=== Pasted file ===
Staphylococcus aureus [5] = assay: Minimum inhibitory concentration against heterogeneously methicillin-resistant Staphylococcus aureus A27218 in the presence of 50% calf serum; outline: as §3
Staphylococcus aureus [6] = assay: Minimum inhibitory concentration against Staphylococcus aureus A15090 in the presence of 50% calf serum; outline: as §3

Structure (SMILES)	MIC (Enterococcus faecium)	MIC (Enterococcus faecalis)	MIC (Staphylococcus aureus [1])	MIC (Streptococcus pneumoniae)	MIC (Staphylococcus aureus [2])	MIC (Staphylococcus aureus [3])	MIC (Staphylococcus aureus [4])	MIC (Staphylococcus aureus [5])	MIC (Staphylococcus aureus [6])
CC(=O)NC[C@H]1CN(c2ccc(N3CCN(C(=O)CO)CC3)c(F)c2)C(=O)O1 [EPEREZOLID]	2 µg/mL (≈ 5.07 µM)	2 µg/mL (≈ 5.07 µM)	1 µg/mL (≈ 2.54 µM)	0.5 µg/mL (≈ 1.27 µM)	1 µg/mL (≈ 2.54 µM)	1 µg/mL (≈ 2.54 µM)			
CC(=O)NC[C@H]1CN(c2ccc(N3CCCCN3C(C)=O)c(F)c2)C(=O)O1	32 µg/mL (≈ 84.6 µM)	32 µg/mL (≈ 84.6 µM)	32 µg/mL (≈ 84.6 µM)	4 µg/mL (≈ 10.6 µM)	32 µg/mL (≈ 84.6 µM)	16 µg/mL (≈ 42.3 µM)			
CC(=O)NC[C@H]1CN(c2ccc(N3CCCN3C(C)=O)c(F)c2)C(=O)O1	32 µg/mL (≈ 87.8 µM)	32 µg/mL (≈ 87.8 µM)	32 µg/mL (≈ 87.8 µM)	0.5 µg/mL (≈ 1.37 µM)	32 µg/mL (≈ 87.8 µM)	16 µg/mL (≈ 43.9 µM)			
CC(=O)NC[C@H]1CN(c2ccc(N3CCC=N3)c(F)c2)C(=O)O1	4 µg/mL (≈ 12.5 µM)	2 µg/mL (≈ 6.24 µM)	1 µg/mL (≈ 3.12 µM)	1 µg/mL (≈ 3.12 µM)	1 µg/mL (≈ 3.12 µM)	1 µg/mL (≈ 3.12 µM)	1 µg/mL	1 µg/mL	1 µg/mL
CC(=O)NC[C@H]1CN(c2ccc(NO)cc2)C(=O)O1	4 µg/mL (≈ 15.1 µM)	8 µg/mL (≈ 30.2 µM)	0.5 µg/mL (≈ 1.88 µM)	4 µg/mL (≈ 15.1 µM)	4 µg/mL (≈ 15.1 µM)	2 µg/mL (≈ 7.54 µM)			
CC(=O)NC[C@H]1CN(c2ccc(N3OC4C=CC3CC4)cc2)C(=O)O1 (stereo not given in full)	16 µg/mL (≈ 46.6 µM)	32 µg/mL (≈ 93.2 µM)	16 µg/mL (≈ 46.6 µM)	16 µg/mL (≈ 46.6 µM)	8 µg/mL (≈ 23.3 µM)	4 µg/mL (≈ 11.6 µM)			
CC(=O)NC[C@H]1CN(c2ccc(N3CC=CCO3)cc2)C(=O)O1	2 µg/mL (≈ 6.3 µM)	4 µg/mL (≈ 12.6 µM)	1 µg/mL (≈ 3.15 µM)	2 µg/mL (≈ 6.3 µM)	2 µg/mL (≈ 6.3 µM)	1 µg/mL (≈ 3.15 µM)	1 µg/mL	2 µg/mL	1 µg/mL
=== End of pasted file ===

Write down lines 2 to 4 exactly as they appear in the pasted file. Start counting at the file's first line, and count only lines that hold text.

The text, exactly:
Staphylococcus aureus [6] = assay: Minimum inhibitory concentration against Staphylococcus aureus A15090 in the presence of 50% calf serum; outline: as §3

Structure (SMILES)	MIC (Enterococcus faecium)	MIC (Enterococcus faecalis)	MIC (Staphylococcus aureus [1])	MIC (Streptococcus pneumoniae)	MIC (Staphylococcus aureus [2])	MIC (Staphylococcus aureus [3])	MIC (Staphylococcus aureus [4])	MIC (Staphylococcus aureus [5])	MIC (Staphylococcus aureus [6])
CC(=O)NC[C@H]1CN(c2ccc(N3CCN(C(=O)CO)CC3)c(F)c2)C(=O)O1 [EPEREZOLID]	2 µg/mL (≈ 5.07 µM)	2 µg/mL (≈ 5.07 µM)	1 µg/mL (≈ 2.54 µM)	0.5 µg/mL (≈ 1.27 µM)	1 µg/mL (≈ 2.54 µM)	1 µg/mL (≈ 2.54 µM)			